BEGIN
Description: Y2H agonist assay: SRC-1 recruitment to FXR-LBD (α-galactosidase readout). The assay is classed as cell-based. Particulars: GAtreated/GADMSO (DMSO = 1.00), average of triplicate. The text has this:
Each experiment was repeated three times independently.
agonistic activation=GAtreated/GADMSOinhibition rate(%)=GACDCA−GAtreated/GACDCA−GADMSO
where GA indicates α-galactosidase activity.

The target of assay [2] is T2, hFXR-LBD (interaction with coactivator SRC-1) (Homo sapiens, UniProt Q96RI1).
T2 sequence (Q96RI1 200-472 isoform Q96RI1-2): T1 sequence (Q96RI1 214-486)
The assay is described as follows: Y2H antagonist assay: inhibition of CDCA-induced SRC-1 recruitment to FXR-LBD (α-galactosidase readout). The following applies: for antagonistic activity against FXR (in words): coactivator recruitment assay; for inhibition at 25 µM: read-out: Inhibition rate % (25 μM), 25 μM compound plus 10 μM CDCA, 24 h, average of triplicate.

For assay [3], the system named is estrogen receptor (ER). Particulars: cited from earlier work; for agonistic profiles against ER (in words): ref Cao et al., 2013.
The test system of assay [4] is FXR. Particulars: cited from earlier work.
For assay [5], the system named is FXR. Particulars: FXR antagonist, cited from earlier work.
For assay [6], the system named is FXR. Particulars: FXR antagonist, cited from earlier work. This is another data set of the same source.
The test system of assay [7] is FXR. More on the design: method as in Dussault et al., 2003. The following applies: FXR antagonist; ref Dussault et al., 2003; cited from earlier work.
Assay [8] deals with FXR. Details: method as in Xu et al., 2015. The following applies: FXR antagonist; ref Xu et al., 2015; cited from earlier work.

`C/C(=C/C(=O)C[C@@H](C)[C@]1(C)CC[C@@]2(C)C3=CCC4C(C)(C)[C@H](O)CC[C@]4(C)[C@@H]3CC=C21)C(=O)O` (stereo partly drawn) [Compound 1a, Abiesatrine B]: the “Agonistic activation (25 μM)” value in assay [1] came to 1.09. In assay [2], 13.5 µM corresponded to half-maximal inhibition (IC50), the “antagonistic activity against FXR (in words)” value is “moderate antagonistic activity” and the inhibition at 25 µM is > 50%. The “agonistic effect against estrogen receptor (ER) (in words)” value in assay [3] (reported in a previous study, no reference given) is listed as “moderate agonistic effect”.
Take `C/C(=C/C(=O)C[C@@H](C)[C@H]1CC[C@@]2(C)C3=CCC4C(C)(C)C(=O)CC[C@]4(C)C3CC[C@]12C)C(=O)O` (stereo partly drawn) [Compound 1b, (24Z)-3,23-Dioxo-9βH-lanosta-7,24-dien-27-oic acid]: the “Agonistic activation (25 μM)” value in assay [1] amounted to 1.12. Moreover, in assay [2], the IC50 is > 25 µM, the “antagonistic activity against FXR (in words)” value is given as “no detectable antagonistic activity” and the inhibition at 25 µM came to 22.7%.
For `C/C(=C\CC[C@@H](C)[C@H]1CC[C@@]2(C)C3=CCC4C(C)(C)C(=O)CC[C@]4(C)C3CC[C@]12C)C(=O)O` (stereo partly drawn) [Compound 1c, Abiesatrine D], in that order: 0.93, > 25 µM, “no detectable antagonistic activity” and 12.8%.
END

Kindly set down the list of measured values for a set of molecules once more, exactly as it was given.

Description: Y2H agonist assay: SRC-1 recruitment to FXR-LBD (α-galactosidase readout). The assay is classed as cell-based. Particulars: GAtreated/GADMSO (DMSO = 1.00), average of triplicate. The text has this:
Each experiment was repeated three times independently.
agonistic activation=GAtreated/GADMSOinhibition rate(%)=GACDCA−GAtreated/GACDCA−GADMSO
where GA indicates α-galactosidase activity.

The target of assay [2] is T2, hFXR-LBD (interaction with coactivator SRC-1) (Homo sapiens, UniProt Q96RI1).
T2 sequence (Q96RI1 200-472 isoform Q96RI1-2): T1 sequence (Q96RI1 214-486)
The assay is described as follows: Y2H antagonist assay: inhibition of CDCA-induced SRC-1 recruitment to FXR-LBD (α-galactosidase readout). The following applies: for antagonistic activity against FXR (in words): coactivator recruitment assay; for inhibition at 25 µM: read-out: Inhibition rate % (25 μM), 25 μM compound plus 10 μM CDCA, 24 h, average of triplicate.

For assay [3], the system named is estrogen receptor (ER). Particulars: cited from earlier work; for agonistic profiles against ER (in words): ref Cao et al., 2013.
The test system of assay [4] is FXR. Particulars: cited from earlier work.
For assay [5], the system named is FXR. Particulars: FXR antagonist, cited from earlier work.
For assay [6], the system named is FXR. Particulars: FXR antagonist, cited from earlier work. This is another data set of the same source.
The test system of assay [7] is FXR. More on the design: method as in Dussault et al., 2003. The following applies: FXR antagonist; ref Dussault et al., 2003; cited from earlier work.
Assay [8] deals with FXR. Details: method as in Xu et al., 2015. The following applies: FXR antagonist; ref Xu et al., 2015; cited from earlier work.

`C/C(=C/C(=O)C[C@@H](C)[C@]1(C)CC[C@@]2(C)C3=CCC4C(C)(C)[C@H](O)CC[C@]4(C)[C@@H]3CC=C21)C(=O)O` (stereo partly drawn) [Compound 1a, Abiesatrine B]: the “Agonistic activation (25 μM)” value in assay [1] came to 1.09. In assay [2], 13.5 µM corresponded to half-maximal inhibition (IC50), the “antagonistic activity against FXR (in words)” value is “moderate antagonistic activity” and the inhibition at 25 µM is > 50%. The “agonistic effect against estrogen receptor (ER) (in words)” value in assay [3] (reported in a previous study, no reference given) is listed as “moderate agonistic effect”.
Take `C/C(=C/C(=O)C[C@@H](C)[C@H]1CC[C@@]2(C)C3=CCC4C(C)(C)C(=O)CC[C@]4(C)C3CC[C@]12C)C(=O)O` (stereo partly drawn) [Compound 1b, (24Z)-3,23-Dioxo-9βH-lanosta-7,24-dien-27-oic acid]: the “Agonistic activation (25 μM)” value in assay [1] amounted to 1.12. Moreover, in assay [2], the IC50 is > 25 µM, the “antagonistic activity against FXR (in words)” value is given as “no detectable antagonistic activity” and the inhibition at 25 µM came to 22.7%.
For `C/C(=C\CC[C@@H](C)[C@H]1CC[C@@]2(C)C3=CCC4C(C)(C)C(=O)CC[C@]4(C)C3CC[C@]12C)C(=O)O` (stereo partly drawn) [Compound 1c, Abiesatrine D], in that order: 0.93, > 25 µM, “no detectable antagonistic activity” and 12.8%.